Defense Media Network

Hamilton-class Cutters Were Ahead of Their Time, and Lasted Well Beyond It

The April 2021 decommissioning of USCGC Douglas Munro (WHEC 724) at Coast Guard Station Kodiak, Alaska, marked more than the end of nearly 50 years of service for the 378-foot Hamilton-class high-endurance cutter.

“Today we say thank you and goodbye to the end of an era – an era of nearly 50 years when high-endurance cutters took our service’s racing stripe around the globe, modeling the maritime rules-based order,” said Commandant Adm. Karl Schultz at the Douglas Munro’s decommissioning ceremony.

The retirement signified the end of U.S. Coast Guard service for one of the most successful classes of cutters ever built.

The original objective was a fleet of 36 of the 378s, but eventually just 12 of the cutters were built, entering service between 1967 and 1972. All of the Hamilton-class cutters were constructed at the Avondale Shipyard in Westwego, Louisiana. With the exception of the icebreakers, they were the largest ships in the Coast Guard fleet, and were able to deploy for extended patrols, or operate as part of Navy Carrier Strike Groups.

While similarly sized Navy surface combatants were still built with steam propulsion, the Hamilton class had a revolutionary combined diesel or gas turbine (CODOG) powerplant, with two diesel engines and two gas turbines. They could cruise at 20 knots for 12,000 miles on the Fairbanks Morse diesels, and kick it up to 29 knots on the Pratt & Whitney turbines. They also had state-of-the-art controllable pitch propellers and a retractable 360-degree rotating bow propulsion unit.

Another dramatic comparison with Navy ships was that the Hamilton-class cutters had big windows on the mess decks.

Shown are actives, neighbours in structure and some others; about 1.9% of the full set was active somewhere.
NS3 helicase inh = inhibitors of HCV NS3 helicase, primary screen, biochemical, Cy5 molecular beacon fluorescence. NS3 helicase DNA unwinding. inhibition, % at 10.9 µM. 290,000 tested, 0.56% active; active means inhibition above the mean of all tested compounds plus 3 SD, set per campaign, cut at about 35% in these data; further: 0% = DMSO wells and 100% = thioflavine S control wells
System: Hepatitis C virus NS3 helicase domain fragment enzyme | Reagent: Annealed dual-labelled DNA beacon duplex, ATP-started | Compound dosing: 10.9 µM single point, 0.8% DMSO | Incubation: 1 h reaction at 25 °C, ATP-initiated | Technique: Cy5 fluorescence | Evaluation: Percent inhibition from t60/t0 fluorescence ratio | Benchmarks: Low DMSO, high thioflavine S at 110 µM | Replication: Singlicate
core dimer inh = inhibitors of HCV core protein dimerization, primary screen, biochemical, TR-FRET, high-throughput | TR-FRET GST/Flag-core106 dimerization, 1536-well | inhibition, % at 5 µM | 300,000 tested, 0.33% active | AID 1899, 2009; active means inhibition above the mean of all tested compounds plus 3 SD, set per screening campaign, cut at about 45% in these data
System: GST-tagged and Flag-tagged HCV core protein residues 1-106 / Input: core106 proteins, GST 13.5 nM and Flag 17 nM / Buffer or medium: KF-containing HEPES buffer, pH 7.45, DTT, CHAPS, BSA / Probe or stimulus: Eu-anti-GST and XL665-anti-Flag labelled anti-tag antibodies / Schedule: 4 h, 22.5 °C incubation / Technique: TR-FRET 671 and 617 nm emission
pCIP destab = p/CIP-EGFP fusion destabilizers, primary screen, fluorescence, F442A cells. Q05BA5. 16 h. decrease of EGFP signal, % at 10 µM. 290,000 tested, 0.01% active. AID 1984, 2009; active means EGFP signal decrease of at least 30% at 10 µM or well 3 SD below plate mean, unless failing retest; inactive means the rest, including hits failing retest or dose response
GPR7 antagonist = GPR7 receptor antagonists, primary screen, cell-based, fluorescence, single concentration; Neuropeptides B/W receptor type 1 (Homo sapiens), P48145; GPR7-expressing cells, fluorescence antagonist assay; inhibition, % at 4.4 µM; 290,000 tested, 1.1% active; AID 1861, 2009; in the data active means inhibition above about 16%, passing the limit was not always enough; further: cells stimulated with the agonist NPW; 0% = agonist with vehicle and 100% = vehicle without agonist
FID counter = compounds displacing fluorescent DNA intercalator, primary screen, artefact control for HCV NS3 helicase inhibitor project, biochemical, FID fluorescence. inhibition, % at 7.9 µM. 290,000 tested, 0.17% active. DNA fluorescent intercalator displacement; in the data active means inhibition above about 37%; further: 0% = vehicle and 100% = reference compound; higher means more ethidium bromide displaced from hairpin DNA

Like their Navy counterparts, the Hamilton class were originally armed with a 5-inch/38-caliber gun and Mk-56 gunfire control system and anti-submarine torpedo launchers. But they had oceanographic research capabilities that Navy ships didn’t have, like a wet and dry laboratory, winches for bathythermograph sensors, and a weather balloon shelter and aerological office.

USCGC Rush (WHEC 723)

The Coast Guard Cutter Rush (WHEC 723) turns around in the Honolulu Harbor, preparing to moor up after a springtime patrol. (USCG photo by PA2 Jaquelyn Zettles)

The Hamiltons received a major mid-life Fleet Renovation and Modernization (FRAM) Program overhaul during the late 1980s and early 1990s to update the combat systems – including replacing the aging 5-inch gun with a 76mm weapon – as well as hull, mechanical, and electrical system. Eventually, however, the anti-submarine warfare capabilities would be removed.

With their range, endurance, and seakeeping abilities, the 378s were used extensively for fisheries patrol.

The first of them was decommissioned in 2011. They have now been replaced by the 418-foot national security cutters.

That the Coast Guard was able to keep these ships mission-relevant for so many years after their expected retirement dates is a testament to their crews and to the maintenance, repair, and sustainment teams. As old as they were upon decommissioning, they have been refurbished yet again and made available to other nations to serve in their navies and coast guards.

All have been or will be transferred to serve in the navies or coast guards of the Philippines, Nigeria, Bangladesh, Vietnam, Sri Lanka, and potentially Bahrain for years to come.


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Capt. Edward H. Lundquist, U.S. Navy (Ret.) is a senior-level communications professional with more than...

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